CONVERSE DEBUTS SECOND CHUCK TAYLOR ALL STAR II FUTURA COLLABORATION
New Summer 2016 Collection Depicts Original “Skyfall” Artwork On Reflective Canvas
First there was weatherized printed rubber; now there are new reflective street-ready graphics. Elevating the collaboration to the next level, Converse debuts its second Converse Chuck Taylor All Star II with American artist Futura. Featuring original artwork by the legendary Brooklyn-based artist, the Converse Chuck Taylor All Star II Futura “Skyfall” inspired collection takes the technological construction and comfort benefits of Chuck II even further with the addition of reflective materials, creating a sneaker that gets you seen. Designed for both function and fashion, the collection combines Futura’s iconic abstract art style with a weather-ready sneaker collection that’s built for the next generation of self-expression.
A pioneer in graffiti art, Futura’s work is synonymous with ingenuity, originality and the NYC downtown art scene of the early ’80s. His work over the last 30 years has transitioned from the street, to the subway, and today into galleries all around the world. This new pack includes artwork that is original to Futura, entitled “Skyfall,” a unique technique that creates two optical illusions: one, that the onlooker is viewing an expanse of tree or mountain tops, and the other, that looks as if the sky is falling. The new collection features all-over reflective body with the original Futura “Skyfall” artwork and Futura branded box packaging and shoe bag. Available in both hi-top and ox, the Chuck II Futura “Skyfall” inspired sneaker also has varnished midsoles and two-toned reflective laces.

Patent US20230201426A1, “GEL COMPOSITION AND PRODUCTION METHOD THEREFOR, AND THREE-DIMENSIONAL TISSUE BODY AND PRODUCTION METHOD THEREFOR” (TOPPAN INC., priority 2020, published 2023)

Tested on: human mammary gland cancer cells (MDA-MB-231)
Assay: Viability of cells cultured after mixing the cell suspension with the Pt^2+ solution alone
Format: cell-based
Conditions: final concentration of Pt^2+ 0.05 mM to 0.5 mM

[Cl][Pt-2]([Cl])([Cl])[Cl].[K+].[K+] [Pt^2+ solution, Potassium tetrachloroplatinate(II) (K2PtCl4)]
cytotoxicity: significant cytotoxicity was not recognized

The Summer 2016 Converse Chuck Taylor All Star II Futura “Skyfall” inspired collection will be available Friday, October 21, 2016 at Sandton City and Mall of Africa. The sneakers will retail for R2 099 (ox) and R2 199 (hi-top).
A pioneer when graffiti met contemporary art, Futura (American, b. 1955), alias of Leonard McGurr was known as early as the seventies for his radical approach in the street, introducing abstraction to an entirely letter-based discipline. His work caught the attention in the 1980s, and Futura (then Futura 2000) found himself part of a wider art movement that included the likes of Jean-Michel Basquiat, Keith Haring and Julian Schnabel. Entirely self-taught in what he calls “the subway school”, Futura has been compared to Kandinsky and Klee for his mastery of color, movement and line; and friends Basquiat, Kenny Scharf and Rammellzee for his progressiveness and of-the-moment relevance. Radical then, his methodology can now be viewed over a span of decades as something consummately pure. When compared to the many street artists who have come along since, Futura’s work still stands apart for its subtlety, use of white space, and elemental quality. The artist knows all that is needed – as it was at the beginning – are clouds of primary color, arresting movement, and skillful tricks with a spray can. Insight and proficiency have kept him relevant for 40+ years with no signs of slowing down, and successors have yet to match Futura’s impossibly thin aerosol lines. Futura can followed on instagram at @futuradosmil, or through I/AM: Iconoclast / Art and Artist Management (www.icnclst.com).
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